Plaza 10K 2016 recap

Posted September 13, 2016 by Paul Lamb
Categories: Running



Are you ready for fall racing season? It turns out I was not!

The Plaza 10K is my traditional first race of the fall. I’d run it for the last three years, and run it well, and I looked forward to running it this fourth time, thinking my marathon training would make it a frolic. Something didn’t add up, however. (It may be worth noting that this is my first organized race since the disastrous marathon in St. Louis last April.)

A 10K is 6.2 miles, and while that is just about the distance of my regular Saturday morning training runs (and half the distance of my Sunday morning training runs), I allow myself the indulgence of taking rest breaks during those. For this 10K I intended to run it continuously, just as I had the last three years. The course is relatively flat; at least there are no monstrous hills to grind up. It’s also familiar territory; I’ve run it before. And I felt trained and fueled. Thus I strutted to the start with confidence. Confidence I may not have earned, it seems.

Because of the wretched heat of August, I ran many of my weekly miles on the treadmill in my cool and cluttered basement. I’ve come to realize that treadmill miles really aren’t that good for training. They don’t mimic the real world. It turns out that in the real world, the ground doesn’t move under your feet; you have to cause all of the forward movement. Also, a treadmill provides a constant pace. And it doesn’t reflect the rises and falls of the terrain. (Yes, there are treadmills with programs in them that will simulate these kinds of challenging variables, but I don’t have one of those.) In short, it’s easy to get complacent doing half of your weekly miles on a treadmill. And just as easy to be, apparently, undertrained.

The Plaza 10K starts and ends in the Country Club Plaza of Kansas City. It’s an upscale  shopping/dining district (which is about as close to the real world as treadmill miles are to running outside, but that’s a different post). The course leaves the district, runs along prettified Brush Creek for a bit, returns to the Plaza, scoots along the main drag through it, passes the art museum, and then goes just far enuf east to skirt the working-class part of town before making a U-turn and returning to the Plaza for a glorious downhill finish. (I do like this finish, which is the same one as the Trolley Run.) There is some rise to the course, especially after mile 4, but it’s all manageable and ever-so upscale.

I had some vague notion that I could PR on this run. I hoped I would run it faster than I had in past years and set a Personal Record. If I ran it continuously, I thought I had a good chance of that. My average pace has been dropping (by 15-20 seconds, which is a big deal to someone of my ability), and if I could sustain that for the distance, I thought I could PR.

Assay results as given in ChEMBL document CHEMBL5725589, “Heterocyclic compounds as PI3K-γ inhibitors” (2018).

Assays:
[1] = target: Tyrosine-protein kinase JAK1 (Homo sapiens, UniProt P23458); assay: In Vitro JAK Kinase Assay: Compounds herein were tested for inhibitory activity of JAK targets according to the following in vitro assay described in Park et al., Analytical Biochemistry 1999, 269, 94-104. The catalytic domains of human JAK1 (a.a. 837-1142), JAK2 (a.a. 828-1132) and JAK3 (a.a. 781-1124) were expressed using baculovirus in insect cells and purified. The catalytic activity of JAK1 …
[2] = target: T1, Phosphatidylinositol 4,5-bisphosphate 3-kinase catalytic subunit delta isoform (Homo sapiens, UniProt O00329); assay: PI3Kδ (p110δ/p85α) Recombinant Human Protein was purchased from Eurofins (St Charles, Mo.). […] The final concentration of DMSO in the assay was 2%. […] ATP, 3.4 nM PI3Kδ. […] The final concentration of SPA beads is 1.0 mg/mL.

So when the anthem was sung (no protests that I could see, though there were a few hats on folks that were not doffed) we were begun. Back in my wave, it was several minutes before I crossed the starting line and turned on my watch. My race was on!

The first mile is the worst mile. Never are the voices in my head as loud as they are in the first mile. And they’re all saying “Stop this nonsense now!” Beating them is a combination of sheer rigor, as I keep putting one foot in front of the other, and constant reminders to the little bit of reason left in my brain that it will get better after the first mile. Generally, it’s my lungs that are the biggest complainers. Also, the 50 years of sloth ingrained in me that says it would be easier to just stop and take it easy.

But I was determined to run this 10K the same as I had the last three years, without stopping. So I ignored the voices in my head and pushed on. (This got harder to do.) People were passing me by the hundreds, but I had placed myself in the front of my wave (based on estimated pace per mile) in the hopes that at least some people in the wave wouldn’t pass me simply because they were slow like I am and I was, you know, ahead of them.

When I awoke on Sunday (yes, at the freakish hour of 3:00) the temperature was a delicious 54 degrees. Perfect running weather. I had selected the short-sleeved shirt you see in the photo above to give it a try out. I am currently auditioning gear for the upcoming NYC Marathon, and the shirt was being given its chance. (It’s actually a pale blue color, but it looks grayish in the photo.) Anyway, what you don’t see in the photo is the compression shirt I wore under it. I wore it solely for the added warmth it would provide. Layering, right? It turns out I didn’t need the extra warmth; the sun had risen and was kissing parts of the course before we had even started. I realized within that first mile that rather than keep me warm the extra shirt was going to make me hot. There was little I could do about that short of stripping off the blue shirt, then stripping off the compression shirt, then re-adorning myself with the blue shirt, and then figuring out something to do with the compression shirt, all while running. My daughter had done something like this on one of her marathons, but she had her husband beside her to help. (Also, it is a compression shirt. I sometimes get the sense when I’m wearing it that it prevents me from breathing as deeply as I might since it is, well, compressing my chest. But that may just be rationalization.)

I managed to get through the first mile (my watch chirped to let me know) and my lungs were reluctantly agreeing to play along. This was when the course made its turn to go back to the Plaza. Only 5.2 miles to go. I was dying.

But I was determined, so I pressed on. As I usually do, I tried to find the flattest part of the pavement before my feet. Roads are built so they will shed water, thus they slope from a crown, generally in the center. The slope is usually barely perceptible, unless your feet are striking it thousands and thousands of times. Then you’re well aware that one foot is falling a half inch or so lower than the other. Thus the center-of-the-road method I try to implement. Often this can be seen as selfish since slower runners are kindly expected to steer themselves to the side of the road, leaving the choicest pavement for the swift. But since I was a back-of-the-pack runner, I didn’t have any of these swifties to antagonize. After the first mile, the mass of people who were going to pass me had already done so. Yes, there were still people passing me, but we had four lanes of road to sprawl across, and I was passing some people as well, so I didn’t feel bad about running on the choicest pavement. All the while I would glance at my watch to check my pace, and many times — too many times — I found that I was going much faster than I could sustain. So I had to rein in my legs and keep thinking of the long haul (as well as ignore those persistent voices in my sweaty head).